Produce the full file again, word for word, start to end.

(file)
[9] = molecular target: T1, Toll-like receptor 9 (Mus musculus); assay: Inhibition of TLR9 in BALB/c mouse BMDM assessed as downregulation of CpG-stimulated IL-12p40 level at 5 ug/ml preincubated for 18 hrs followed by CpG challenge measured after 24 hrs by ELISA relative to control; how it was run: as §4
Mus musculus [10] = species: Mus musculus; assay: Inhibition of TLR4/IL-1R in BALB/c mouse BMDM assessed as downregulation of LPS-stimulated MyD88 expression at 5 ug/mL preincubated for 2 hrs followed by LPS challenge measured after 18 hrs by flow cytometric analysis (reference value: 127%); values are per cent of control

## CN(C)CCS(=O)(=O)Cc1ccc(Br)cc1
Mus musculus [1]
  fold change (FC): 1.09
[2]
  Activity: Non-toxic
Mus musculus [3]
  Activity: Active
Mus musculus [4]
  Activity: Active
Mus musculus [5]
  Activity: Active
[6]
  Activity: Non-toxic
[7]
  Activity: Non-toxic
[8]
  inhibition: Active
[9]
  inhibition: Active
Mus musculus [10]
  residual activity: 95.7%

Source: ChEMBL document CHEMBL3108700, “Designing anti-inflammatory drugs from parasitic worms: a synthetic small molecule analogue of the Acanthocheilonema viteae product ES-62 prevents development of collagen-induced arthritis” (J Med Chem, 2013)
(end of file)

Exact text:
[9] = molecular target: T1, Toll-like receptor 9 (Mus musculus); assay: Inhibition of TLR9 in BALB/c mouse BMDM assessed as downregulation of CpG-stimulated IL-12p40 level at 5 ug/ml preincubated for 18 hrs followed by CpG challenge measured after 24 hrs by ELISA relative to control; how it was run: as §4
Mus musculus [10] = species: Mus musculus; assay: Inhibition of TLR4/IL-1R in BALB/c mouse BMDM assessed as downregulation of LPS-stimulated MyD88 expression at 5 ug/mL preincubated for 2 hrs followed by LPS challenge measured after 18 hrs by flow cytometric analysis (reference value: 127%); values are per cent of control

## CN(C)CCS(=O)(=O)Cc1ccc(Br)cc1
Mus musculus [1]
  fold change (FC): 1.09
[2]
  Activity: Non-toxic
Mus musculus [3]
  Activity: Active
Mus musculus [4]
  Activity: Active
Mus musculus [5]
  Activity: Active
[6]
  Activity: Non-toxic
[7]
  Activity: Non-toxic
[8]
  inhibition: Active
[9]
  inhibition: Active
Mus musculus [10]
  residual activity: 95.7%

Source: ChEMBL document CHEMBL3108700, “Designing anti-inflammatory drugs from parasitic worms: a synthetic small molecule analogue of the Acanthocheilonema viteae product ES-62 prevents development of collagen-induced arthritis” (J Med Chem, 2013)